Photo Caption: SPH Journalism scholar Ms Rei Kurohi enjoys covering different beats on the job, including health, politics and technology.
By Sanjay Surana
The largest global exhibition of all things electronic, CES was held in Las Vegas from Jan 5-8, 2022 and featured over 2,300 companies. Showcasing the latest in digital health, food tech, automotive tech, NFTs (non-fungible tokens), gaming, and smart homes, more than 1,800 global media representatives attended, including tech correspondent from The Straits Times, Rei Kurohi.
“I love learning about new developments in technology,” says the 28-year-old journalist at SPH Media (formerly Singapore Press Holdings). “Technology is so firmly woven into our everyday lives and will continue to be, so this is a subject I will never tire of.”
Ms Kurohi even uses technology first-hand in her reporting.
“The pandemic prompted me to learn new ways to do my work, such as programming simple bots and scripts to perform tasks like scraping publicly available Covid-19 data in order to make sense of trends and tell better stories,” she says.
She believes journalists play a crucial role in helping the public understand the slew of complicated – and sometimes confusing – information such as new government policies or the latest scientific findings on the coronavirus.
Since she was young, Ms Kurohi was interested in writing and loved conjuring up images and emotions using words.
History, another subject filled with stories, also piqued her interest. Journalism seemed to be the perfect career, as it combined her love of writing and history.
“Working for a newspaper made sense to me because it can also involve uncovering the deeper meanings behind events that have happened and what people say, as well as telling the stories myself,” says Ms Kurohi, who learnt about the SPH Journalism Scholarship from a friend.
At the National University of Singapore, she read Japanese studies and philosophy at the Faculty of Arts and Social Sciences. She graduated in 2018 with a Bachelor of Arts.
HELPING READERS FIND CLARITY
The Japanese studies course gave her a “deep appreciation for the importance of having varied perspectives and the values of collaborative knowledge-making”.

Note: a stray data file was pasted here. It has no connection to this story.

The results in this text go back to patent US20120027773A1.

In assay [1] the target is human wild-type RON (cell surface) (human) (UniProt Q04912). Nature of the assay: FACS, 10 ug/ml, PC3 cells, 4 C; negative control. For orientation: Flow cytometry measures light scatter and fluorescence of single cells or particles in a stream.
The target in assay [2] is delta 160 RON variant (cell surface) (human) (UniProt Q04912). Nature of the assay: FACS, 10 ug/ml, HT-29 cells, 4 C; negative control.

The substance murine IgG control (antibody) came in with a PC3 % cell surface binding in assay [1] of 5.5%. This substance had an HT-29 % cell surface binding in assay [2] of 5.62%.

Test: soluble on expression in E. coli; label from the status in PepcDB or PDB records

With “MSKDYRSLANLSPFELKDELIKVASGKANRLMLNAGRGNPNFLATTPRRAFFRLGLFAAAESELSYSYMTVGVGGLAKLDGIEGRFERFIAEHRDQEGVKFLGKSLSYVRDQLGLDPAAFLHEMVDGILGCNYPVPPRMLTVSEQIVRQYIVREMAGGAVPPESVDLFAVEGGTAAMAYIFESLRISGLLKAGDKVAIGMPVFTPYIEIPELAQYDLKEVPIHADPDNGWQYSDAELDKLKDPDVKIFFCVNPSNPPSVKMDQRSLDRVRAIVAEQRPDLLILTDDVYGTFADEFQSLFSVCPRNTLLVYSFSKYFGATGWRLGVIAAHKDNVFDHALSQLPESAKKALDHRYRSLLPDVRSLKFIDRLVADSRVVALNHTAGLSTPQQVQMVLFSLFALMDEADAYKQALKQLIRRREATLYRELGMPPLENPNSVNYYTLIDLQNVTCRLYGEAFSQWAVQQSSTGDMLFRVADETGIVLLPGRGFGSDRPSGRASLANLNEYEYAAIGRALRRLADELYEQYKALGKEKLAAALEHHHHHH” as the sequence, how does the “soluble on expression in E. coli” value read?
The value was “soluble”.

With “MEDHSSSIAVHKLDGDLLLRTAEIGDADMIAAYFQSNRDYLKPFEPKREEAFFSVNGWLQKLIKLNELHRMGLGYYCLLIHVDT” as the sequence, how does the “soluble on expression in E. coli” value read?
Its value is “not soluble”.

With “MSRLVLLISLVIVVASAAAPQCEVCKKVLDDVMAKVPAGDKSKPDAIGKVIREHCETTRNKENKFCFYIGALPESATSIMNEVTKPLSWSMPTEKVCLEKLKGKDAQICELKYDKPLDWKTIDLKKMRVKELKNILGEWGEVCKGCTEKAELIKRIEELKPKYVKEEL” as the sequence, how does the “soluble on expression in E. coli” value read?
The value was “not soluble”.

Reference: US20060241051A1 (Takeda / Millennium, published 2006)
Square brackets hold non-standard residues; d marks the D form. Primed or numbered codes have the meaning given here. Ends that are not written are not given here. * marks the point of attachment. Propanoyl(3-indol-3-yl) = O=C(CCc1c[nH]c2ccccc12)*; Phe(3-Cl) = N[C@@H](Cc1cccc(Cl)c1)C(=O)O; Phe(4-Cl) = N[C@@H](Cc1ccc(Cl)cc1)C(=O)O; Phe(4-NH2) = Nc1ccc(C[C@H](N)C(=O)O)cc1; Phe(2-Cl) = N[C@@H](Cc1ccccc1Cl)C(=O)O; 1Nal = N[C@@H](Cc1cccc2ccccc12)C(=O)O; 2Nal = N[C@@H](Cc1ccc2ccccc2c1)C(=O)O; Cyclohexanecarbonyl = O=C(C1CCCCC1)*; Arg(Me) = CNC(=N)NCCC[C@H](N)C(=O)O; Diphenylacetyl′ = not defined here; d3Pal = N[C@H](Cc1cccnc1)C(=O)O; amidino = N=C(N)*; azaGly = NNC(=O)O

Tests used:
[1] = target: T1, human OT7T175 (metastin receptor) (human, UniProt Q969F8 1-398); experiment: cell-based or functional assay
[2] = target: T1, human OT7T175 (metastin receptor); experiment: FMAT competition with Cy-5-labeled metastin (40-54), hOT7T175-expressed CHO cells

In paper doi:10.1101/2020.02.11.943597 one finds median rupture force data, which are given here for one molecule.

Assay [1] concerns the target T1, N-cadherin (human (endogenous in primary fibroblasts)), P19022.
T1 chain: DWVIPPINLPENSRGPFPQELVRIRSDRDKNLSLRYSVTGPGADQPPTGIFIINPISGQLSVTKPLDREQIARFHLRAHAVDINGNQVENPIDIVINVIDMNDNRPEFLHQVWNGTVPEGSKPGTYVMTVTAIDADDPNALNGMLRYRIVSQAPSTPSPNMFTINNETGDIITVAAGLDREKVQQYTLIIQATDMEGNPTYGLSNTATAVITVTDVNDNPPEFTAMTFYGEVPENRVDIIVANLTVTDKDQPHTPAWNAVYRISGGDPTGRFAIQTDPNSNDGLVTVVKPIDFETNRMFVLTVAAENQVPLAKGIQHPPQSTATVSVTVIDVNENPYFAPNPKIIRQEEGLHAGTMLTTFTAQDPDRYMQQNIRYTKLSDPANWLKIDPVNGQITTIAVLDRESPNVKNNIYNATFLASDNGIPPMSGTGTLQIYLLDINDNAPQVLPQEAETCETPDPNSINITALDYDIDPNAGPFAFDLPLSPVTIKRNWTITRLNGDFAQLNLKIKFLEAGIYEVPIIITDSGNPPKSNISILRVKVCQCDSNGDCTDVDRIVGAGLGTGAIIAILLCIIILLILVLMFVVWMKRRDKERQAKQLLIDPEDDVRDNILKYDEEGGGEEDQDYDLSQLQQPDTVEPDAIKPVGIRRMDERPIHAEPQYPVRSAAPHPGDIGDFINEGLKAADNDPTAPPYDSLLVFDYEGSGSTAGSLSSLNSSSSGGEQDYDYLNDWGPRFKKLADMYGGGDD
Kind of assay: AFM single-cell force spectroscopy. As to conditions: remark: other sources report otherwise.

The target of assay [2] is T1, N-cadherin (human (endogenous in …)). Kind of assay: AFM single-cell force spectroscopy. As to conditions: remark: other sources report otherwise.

Meanwhile, the philosophy component of her degree helped her stretch her intellectual muscles and hone her skills in rhetoric, logic and sound argument. These skills have been invaluable in her reporting, especially in an increasingly VUCA (Volatility, Uncertainty, Complexity and Ambiguity) world and in an era where fake news is rife.
Since graduating, Ms Kurohi has worked at a number of departments at The Straits Times. She started out with the digital team as a breaking news reporter and then spent time on operational aspects of running a digital-first newsroom such as social media and digital sub-editing.
“A journalist who is hired from the open market for a specific role may not necessarily get a chance to experience these different roles,” she says.
She feels that her understanding of the digital workflow has helped her to gauge the importance of certain decisions and practices since she returned to the Singapore desk to cover issues on health, politics and now technology.
In the three-plus years at The Straits Times, she has also written many stories that, in her words, have helped readers find clarity amid chaos and make sense of what is happening around them. This core mission of journalism makes the job both challenging and fulfilling.
“The mission of SPH was crystal clear amid the pandemic – to keep the public informed with reliable reporting. Covid-19 is, in many ways, the story of a lifetime, and it was my privilege to have a front-row seat to history in the making.”
View one of Ms Kurohi’s interactive infographics for The Straits Times here: https://www.straitstimes.com/multimedia/graphics/2020/07/singapore-general-election-ge2020-candidates-backgrounds/index.html?shell
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